There are hotels with great character, and great characters with hotels. Ipek Tolbas of Hotel Villa Mahal falls distinctly into the latter category – her much loved 13-room bolthole in the southern Turkish village of Kalkan is a true extension of her ebullient self.
I meet her first over an early-afternoon cocktail, which is as jovially presented with carved fruit and curly straws as she is in her wafts of vibrant colour. All the other guests late-lunching in the thatched shade of the waterside bar and restaurant seem to know her. Many because they have been before and are now old friends; others because no one escapes a friendly chat or introduction.
Villa Mahal has evolved slowly over the years, starting in the early Eighties when Kalkan was just a sleepy fishing village beloved by a Bohemian crowd of artists, designers and musicians from Istanbul, among whom was Ipek. At the time, the land she decided to buy – a steep and rugged stretch of barren coast just outside the village – would have seemed a crazy pipedream. Now that Kalkan has expanded to satisfy the hungry demands of tourism, it is like gold dust
Higgledy-piggledy is perhaps the best way to describe the hotel: with a multitude of levels and a lot of steps (‘181 Steps to Heaven’ read the staff T-shirts), this is not a place for small children or the faint-hearted, although a discreet buggy path is underway to help less able guests manoeuvre between the breakfast terrace and reception at the top of the property, the infinity pool midway down, and the restaurant, tiny spa and beach club at sea level. In between are abundant, tightly terraced gardens and the spattering of rooms, categorised in the main as ‘Moonlight’ or ‘Sunrise’. All share stupendous sea views and mostly white interiors with a splash of bright colour. Cliff House is the stand-out suite, which has its own beautiful pool, and there are two villas, Ying and Yang, for larger groups.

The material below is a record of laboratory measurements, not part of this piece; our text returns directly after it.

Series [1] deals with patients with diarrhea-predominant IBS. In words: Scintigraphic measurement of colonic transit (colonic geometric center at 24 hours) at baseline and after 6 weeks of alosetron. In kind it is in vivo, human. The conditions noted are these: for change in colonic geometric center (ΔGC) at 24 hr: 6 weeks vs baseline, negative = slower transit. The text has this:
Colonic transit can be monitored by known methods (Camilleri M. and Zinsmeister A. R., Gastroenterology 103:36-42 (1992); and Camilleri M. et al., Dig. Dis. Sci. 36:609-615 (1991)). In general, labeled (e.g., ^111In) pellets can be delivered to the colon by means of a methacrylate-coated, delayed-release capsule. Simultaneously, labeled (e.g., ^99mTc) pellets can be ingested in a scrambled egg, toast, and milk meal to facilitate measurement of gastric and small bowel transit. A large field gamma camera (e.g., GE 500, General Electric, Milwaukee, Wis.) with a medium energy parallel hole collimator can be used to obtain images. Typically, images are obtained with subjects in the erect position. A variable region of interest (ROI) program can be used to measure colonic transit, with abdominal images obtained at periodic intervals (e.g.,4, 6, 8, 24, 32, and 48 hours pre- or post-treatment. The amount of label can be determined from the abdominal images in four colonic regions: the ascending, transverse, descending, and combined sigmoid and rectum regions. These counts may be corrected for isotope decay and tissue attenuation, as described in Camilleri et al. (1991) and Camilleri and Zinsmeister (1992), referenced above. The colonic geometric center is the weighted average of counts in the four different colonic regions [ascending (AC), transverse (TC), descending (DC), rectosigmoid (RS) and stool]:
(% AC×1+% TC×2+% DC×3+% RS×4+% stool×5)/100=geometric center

When darkness falls, the hotel glows with the twinkle of lights and candles, its waterside stone platforms (used by day for sunbathing and sea access in lieu of a beach) transformed into romantic dining stations. Guests can jump on the shuttle boat to whip across the inky bay into Kalkan itself, preserved at its heart as a quaintly attractive village of narrow streets, shops and restaurants.
Beyond the hotel, there are countless distractions: the Lycian Way, one of Turkey’s longest and most spectacular walking trails, which, near Kalkan, passes the ancient remains of the Lycian city of Patara and its eponymous golden beach; the mountain village of Islamlar, famous for its freshwater trout and tahini; the sunken city of Kekova; and the Greek island of Meis, which is just a short boat ride away.
And talking of boats, Ipek has a new development for her hotel this season – the launch of a three-cabin sailing yacht, allowing guests the opportunity to combine both land and sea. It is a smart move, for these are some of the most exquisite sailing waters in the region; and if the boat is as quirky and as characterful as Villa Mahal, she will be on to an absolute winner.
Pamela Goodman stayed as a guest of Hotel Villa Mahal (villamahal.com) and travelled with Red Savannah (01242-787800; redsavannah.com), which offers four nights at the hotel from £775 and seven nights from £1,060, both B&B, including return flights from London to Dalaman with EasyJet and private transfers.